Welcome to this month's snapshot of developments, cases and insights relating to privacy in the workplace
ICO guidance on handling workers' health data
The Information Commissioner's Office's (ICO) consultation on its draft guidance on handling the health information of workers ended on 26 January 2023. This guidance follows the ICO’s recent consultation on its draft monitoring at work guidance. These consultations are the first part of an ongoing project for the ICO to replace its employment code of practice with new guidance.
- Reiterates that gathering information about workers’ health is intrusive and is highly intrusive where the information is particularly sensitive. If employers want to collect and use information regarding workers’ health, they need to be very clear about why they are doing so. The ICO notes that, while workers will reasonably expect to share a proportionate amount of health data, they can legitimately expect that their employers will respect their privacy when doing so.
- Encourages organisations to consider whether there are more targeted ways of collecting health data that would deliver more acceptable outcomes for workers.
- Reminds organisations to be clear about the purposes for processing health data and make such information available to workers.
- Reminds organisations that consent is one of the lawful bases for the processing of personal data, but warns that UK law sets a high standard for consent and people must have a genuine choice over how their data is used. As such, it may be difficult for organisations to rely upon consent to process health data about its workers.
- Recognises that it would be good practice to carry out a data-protection impact assessment before processing health data. This, however, may only be applicable to employers who intend to process health data that is likely to pose a high risk to workers (such as conducting medical tests).
- Reminds organisations to ensure that appropriate security measures are in place to protect workers’ health information and that access to such information should be restricted as appropriate on a need-to-know basis.
In the news
WhatsApp and DSAR cases
In a recent case FKJ v RVT and others, the High Court refused to strike out a claim for misuse of private information brought by the claimant against her ex-employer, who dismissed her for misconduct, The claim arose from the managing partner having obtained 18,000 of the claimant's private WhatsApp messages which were used as evidence against her in employment tribunal proceedings. The claimant claimed he had 'hacked' into her WhatsApp account to gain access.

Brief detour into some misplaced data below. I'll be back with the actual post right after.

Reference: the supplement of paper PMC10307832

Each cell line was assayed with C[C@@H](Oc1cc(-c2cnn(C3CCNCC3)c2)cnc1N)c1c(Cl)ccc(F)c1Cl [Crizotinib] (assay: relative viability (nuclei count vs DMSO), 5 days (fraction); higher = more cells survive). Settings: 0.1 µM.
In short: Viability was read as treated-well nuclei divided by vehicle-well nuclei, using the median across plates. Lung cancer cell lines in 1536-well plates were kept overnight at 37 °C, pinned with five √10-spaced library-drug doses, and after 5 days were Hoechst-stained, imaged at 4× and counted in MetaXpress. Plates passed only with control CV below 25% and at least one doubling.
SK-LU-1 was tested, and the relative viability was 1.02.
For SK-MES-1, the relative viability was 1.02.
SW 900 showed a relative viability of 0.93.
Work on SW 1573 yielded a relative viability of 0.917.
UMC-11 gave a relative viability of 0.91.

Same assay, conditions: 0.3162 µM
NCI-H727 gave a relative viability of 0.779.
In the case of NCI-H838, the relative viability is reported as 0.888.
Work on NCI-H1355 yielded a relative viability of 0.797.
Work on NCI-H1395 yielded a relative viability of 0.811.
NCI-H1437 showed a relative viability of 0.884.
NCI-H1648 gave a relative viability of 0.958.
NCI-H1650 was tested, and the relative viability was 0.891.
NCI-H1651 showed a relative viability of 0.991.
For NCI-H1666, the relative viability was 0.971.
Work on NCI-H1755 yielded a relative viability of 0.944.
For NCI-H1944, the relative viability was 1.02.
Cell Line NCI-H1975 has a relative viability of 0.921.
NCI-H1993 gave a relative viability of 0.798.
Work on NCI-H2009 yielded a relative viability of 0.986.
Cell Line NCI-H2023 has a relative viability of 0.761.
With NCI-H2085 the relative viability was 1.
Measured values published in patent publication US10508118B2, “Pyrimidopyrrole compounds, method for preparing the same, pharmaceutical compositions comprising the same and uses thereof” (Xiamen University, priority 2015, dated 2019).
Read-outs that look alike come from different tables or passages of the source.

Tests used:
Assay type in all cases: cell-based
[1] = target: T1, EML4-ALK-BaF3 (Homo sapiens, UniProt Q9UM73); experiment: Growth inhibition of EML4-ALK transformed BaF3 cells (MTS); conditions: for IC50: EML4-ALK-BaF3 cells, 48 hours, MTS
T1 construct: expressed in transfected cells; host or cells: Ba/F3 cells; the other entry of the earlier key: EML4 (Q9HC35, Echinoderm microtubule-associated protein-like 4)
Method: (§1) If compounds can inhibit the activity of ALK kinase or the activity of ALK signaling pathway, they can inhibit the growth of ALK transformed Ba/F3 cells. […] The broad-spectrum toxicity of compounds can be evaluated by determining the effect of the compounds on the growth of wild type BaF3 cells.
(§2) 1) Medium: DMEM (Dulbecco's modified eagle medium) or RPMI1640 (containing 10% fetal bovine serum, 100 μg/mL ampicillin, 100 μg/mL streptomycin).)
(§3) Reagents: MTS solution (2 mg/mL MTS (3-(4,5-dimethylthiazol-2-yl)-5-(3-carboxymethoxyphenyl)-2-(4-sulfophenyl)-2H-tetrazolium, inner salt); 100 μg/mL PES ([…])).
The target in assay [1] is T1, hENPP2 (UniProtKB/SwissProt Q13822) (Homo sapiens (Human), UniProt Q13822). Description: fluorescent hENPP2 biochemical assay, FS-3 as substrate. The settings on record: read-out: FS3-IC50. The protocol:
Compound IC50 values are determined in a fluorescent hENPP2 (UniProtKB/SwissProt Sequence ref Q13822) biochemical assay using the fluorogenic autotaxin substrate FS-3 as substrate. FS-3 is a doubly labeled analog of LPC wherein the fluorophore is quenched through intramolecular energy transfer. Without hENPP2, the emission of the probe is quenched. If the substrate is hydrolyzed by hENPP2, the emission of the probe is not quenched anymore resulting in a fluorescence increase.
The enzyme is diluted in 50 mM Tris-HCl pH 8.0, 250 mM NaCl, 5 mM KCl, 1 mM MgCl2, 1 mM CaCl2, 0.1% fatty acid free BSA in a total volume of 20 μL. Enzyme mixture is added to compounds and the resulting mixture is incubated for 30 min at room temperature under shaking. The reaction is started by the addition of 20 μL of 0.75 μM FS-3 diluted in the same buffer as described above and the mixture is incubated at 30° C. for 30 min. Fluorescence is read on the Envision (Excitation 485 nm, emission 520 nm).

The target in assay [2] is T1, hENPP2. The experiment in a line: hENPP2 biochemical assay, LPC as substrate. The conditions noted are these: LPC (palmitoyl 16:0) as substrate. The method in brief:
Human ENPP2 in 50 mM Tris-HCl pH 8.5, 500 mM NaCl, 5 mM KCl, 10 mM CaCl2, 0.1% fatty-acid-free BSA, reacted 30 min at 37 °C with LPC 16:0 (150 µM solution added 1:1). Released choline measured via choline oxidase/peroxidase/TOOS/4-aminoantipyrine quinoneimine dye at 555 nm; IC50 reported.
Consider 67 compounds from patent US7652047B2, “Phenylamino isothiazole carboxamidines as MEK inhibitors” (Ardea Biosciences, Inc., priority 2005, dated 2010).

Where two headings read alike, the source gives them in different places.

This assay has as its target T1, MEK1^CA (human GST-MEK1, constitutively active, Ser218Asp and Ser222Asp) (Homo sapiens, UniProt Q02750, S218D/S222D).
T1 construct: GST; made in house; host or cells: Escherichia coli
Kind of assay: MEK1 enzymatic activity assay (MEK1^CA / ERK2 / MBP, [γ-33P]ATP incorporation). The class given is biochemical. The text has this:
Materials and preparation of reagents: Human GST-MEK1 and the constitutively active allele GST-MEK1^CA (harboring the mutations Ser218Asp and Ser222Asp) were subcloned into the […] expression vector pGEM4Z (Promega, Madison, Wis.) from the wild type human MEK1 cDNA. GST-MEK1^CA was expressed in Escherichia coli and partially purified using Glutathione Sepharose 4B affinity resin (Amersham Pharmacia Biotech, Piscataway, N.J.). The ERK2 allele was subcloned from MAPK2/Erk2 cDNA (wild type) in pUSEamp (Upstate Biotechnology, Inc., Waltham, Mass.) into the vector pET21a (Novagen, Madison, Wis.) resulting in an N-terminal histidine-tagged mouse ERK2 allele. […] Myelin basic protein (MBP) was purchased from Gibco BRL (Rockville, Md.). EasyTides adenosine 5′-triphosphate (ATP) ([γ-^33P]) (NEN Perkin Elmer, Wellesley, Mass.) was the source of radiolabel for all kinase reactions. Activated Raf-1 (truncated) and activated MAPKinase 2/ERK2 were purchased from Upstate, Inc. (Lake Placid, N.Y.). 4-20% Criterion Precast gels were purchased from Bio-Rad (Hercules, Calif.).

The defendants' strike out application was dismissed. The judge concluded that it was without merit and an attempt to stifle the claimant's claim. Notably, the defendants' argument that the claimant's privacy claim would face significant problems on the merits was rejected, and the judge said that, on the facts, it could not be seriously contested that the claimant had a reasonable expectation of privacy in relation to the WhatsApp messages. A useful case to cite when access to WhatsApp messages is being considered.
In RW v Österreichische Post AG, the European Court of Justice provided clarification on the right of access to personal data and information in relation to data subject access requests (DSARs). The court ruled that the data subject's right of access to information about the processing of their personal data under article 15(1) of the General Data Protection Regulation must be interpreted as meaning that it will extend, where the data subject requests, to the identification of the specific recipients to whom their personal data are disclosed. Not good news for those on the receiving end of a DSAR!
How is artificial intelligence combatting burnout? 'We’re bringing in AI in order to bring back humanity'
Grace Kintsugi, co-founder and CEO at Kintsugi, has developed an AI-powered mental health tool platform that can detect depression and anxiety using short audio clips of someone's speech. The company is launching a three-month pilot scheme with one of the US' largest health insurance companies enabling employees to leave voice notes – an "audio journal" of their feelings.
UK government reignites data protection reform
The UK government published a second iteration of the Data Protection and Digital Information Bill (the first iteration was published in July 2022 and has now been withdrawn). The bill is designed to reform UK data protection law post-Brexit, and this second iteration makes relatively few substantive changes to the first version (published last summer), although there are some useful changes, including on record-keeping and international transfers and on scientific research. While the bill proposes wholesale changes to the UK's privacy framework, those can be characterised as an evolution not a revolution. Overall the bill aims to reduce the administrative burden on businesses, promote innovation and reform the Information Commissioner's Office.
Dipping into Data: spring 2023 series
Our "Dipping into Data" series consists of monthly 30-minute webinars on legal, regulatory and commercial considerations around the use of data (whether personal or otherwise), including data privacy, other data regulation, intellectual property, competition and contract issues. The first of our webinars was on the ICO's updates to guidance on direct marketing and the second was on a new era for UK and EU data regulation. You can register and re-watch these webinars using the following link. Our next webinar of the series is "A focus on health data" on Monday 27 March 2023. Find more information and a link to register for the webinar here.